FET Preamp In A Small Control Cavity

Last Updated 9/17/05
By Paul J. Marossy


Having used an FET preamp in several of my guitars now, I don't like playing any of my guitars that don't have a preamp in it anymore. I especially wanted to put one into my Ibanez S470FM guitar, but the control cavity is so small that a 9V battery can not fit in it. For a long time, I thought I would just have to live with this guitar not having a preamp circuit in it.

Recently, I had a thought about how I could add a preamp to the guitar making it compact as possible by using a small PCB and some small batteries. My initial thought was to use three CR2325 3V lithium batteries in series for 9V, but I found a 12 volt "N size" alkaline battery that is small enough to fit into the control cavity and an added bonus was being able to easily obtain a battery holder for it rather than having to fabricate something. I had to tweak stuff just a little bit, but it worked out really well.

Here is the unsuspecting victim, my Ibanez S470FM. It's a Saber type model with a mahagony body and a flame maple top. The color is "British Racing Green". It plays very well and sounds pretty good for a medium priced guitar. I really enjoy playing it.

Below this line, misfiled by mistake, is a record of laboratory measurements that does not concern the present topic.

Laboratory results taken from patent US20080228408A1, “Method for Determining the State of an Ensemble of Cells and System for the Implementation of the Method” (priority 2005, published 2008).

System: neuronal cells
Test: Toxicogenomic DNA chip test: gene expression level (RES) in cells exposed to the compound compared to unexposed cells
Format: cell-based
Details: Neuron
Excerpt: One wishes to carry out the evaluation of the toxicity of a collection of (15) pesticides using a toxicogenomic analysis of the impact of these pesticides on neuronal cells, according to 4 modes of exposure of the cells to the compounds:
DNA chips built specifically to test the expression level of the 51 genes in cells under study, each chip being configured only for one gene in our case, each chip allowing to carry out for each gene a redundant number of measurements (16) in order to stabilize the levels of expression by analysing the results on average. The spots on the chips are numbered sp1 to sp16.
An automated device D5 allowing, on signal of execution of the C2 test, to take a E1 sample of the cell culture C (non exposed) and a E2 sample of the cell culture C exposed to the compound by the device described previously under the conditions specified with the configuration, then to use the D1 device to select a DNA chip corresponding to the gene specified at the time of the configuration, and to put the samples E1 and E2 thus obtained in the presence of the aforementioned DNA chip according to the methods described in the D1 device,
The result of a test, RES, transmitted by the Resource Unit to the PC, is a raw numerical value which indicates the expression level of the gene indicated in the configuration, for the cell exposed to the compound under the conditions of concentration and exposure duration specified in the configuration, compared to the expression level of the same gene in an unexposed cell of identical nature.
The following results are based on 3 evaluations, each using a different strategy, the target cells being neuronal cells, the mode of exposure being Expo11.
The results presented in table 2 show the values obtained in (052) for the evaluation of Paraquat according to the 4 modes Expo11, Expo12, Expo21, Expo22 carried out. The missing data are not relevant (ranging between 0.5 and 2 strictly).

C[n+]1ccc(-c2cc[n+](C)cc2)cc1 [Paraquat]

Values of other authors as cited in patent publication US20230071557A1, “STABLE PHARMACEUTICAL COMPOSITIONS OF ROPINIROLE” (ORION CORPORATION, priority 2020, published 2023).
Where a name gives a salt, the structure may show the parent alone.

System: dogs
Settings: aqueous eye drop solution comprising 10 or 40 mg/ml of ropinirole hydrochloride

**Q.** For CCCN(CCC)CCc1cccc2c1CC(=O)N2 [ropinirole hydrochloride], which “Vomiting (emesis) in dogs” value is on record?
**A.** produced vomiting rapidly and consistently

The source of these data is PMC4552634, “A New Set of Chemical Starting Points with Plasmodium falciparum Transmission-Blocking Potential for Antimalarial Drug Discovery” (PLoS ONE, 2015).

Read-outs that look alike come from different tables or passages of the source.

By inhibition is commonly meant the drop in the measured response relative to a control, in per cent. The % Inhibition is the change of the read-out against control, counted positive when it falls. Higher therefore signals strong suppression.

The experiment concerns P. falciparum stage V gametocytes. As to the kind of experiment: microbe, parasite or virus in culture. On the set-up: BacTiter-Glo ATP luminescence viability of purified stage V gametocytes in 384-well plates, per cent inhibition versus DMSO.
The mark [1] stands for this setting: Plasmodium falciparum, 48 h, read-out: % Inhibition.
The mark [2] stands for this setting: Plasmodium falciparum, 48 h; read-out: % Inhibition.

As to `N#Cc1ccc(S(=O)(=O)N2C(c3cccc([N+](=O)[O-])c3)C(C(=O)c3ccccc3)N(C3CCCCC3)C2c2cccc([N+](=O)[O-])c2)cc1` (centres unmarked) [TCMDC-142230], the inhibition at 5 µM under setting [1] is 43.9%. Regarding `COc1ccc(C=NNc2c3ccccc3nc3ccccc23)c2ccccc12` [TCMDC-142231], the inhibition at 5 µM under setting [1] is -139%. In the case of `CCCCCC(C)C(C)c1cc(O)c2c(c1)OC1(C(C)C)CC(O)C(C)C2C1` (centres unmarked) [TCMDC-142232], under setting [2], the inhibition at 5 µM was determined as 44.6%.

Because the guitar has such a thin body, the control cavity is much smaller and shallower than an RG type Ibanez. This is the control cavity before I started the project.

Here is my self-designed PCB. It measures 1"x1.25". The trimpot is for adjusting the FET drain voltage, as I outline on this page . As I usually do, I used a socket for the FET just in case I ever need to replace it or want to try a different one on the circuit.

Here is the PCB installed in the guitar. It fits nicely in the dead space under the volume pot and next to the pickup selector switch. It's fastened to the guitar body with a single small wood screw.
Here is a view of the battery mounting. The battery holder is attached to the guitar body using some Super Glue. This battery does seem awful small, but it should actually last for a considerable amount of time. I'm thinking that the battery ought to last somewhere between 50-70 hours before the voltage drops down too low to be very usable.
It was also very convenient that the existing jack was already a stereo/switching type jack. All I had to do was connect the battery ground to the unused terminal and I was done.

This is somewhat of an experiment at this point, but I created this page to give some ideas on how to deal with a small control cavity such as this one. Another thing that could be done is to phantom power it using a stereo guitar cord and a seperate box with battery. Time will tell how long the battery will last, and if it really is practical or not.

FET Preamp PCB Layout

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